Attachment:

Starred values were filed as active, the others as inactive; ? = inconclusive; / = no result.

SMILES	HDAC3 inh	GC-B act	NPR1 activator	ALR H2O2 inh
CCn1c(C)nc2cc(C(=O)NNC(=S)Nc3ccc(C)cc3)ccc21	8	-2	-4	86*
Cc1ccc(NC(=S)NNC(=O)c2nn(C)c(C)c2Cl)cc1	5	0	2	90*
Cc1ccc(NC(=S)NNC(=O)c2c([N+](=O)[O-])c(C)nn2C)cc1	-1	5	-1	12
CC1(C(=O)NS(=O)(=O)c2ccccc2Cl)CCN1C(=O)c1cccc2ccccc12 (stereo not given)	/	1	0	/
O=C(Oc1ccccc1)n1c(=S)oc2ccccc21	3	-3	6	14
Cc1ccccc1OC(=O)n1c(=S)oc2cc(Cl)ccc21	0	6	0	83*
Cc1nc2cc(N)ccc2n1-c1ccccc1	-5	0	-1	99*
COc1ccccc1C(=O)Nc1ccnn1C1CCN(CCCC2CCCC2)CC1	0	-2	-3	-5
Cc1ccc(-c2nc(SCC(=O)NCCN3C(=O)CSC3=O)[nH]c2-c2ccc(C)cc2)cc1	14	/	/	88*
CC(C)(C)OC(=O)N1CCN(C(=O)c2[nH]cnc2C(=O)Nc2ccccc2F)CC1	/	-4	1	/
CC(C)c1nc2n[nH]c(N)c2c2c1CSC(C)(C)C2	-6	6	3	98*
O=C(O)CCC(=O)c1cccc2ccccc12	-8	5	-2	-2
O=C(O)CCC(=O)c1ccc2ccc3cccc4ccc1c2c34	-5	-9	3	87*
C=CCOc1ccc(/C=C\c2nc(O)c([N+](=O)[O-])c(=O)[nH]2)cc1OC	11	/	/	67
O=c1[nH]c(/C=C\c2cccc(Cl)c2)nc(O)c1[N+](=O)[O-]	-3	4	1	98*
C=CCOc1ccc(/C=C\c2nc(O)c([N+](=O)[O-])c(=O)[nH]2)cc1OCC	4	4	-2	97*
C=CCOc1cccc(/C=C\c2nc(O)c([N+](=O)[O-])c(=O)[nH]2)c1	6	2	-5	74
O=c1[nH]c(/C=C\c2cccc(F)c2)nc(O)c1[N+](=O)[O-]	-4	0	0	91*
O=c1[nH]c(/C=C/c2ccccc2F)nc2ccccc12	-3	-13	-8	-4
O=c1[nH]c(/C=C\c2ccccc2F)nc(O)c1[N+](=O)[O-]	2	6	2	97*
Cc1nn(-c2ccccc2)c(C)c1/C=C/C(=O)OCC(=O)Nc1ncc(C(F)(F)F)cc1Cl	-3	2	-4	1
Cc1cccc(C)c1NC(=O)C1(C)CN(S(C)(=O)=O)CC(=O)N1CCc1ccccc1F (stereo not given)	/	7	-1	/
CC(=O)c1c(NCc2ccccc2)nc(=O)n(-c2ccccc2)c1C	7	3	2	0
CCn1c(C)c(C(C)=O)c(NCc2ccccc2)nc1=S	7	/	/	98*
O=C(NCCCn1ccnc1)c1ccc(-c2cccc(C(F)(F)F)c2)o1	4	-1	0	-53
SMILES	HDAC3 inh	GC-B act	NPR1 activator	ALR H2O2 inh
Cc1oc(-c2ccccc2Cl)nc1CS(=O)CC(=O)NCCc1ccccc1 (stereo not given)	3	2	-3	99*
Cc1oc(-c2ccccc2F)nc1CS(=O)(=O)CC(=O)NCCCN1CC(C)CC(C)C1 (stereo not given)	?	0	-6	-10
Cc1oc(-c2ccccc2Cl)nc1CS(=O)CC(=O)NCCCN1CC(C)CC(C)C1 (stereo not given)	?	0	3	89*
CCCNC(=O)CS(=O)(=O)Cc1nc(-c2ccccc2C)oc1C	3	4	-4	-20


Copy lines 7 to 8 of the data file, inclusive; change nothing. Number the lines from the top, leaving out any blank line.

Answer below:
O=C(Oc1ccccc1)n1c(=S)oc2ccccc21	3	-3	6	14
Cc1ccccc1OC(=O)n1c(=S)oc2cc(Cl)ccc21	0	6	0	83*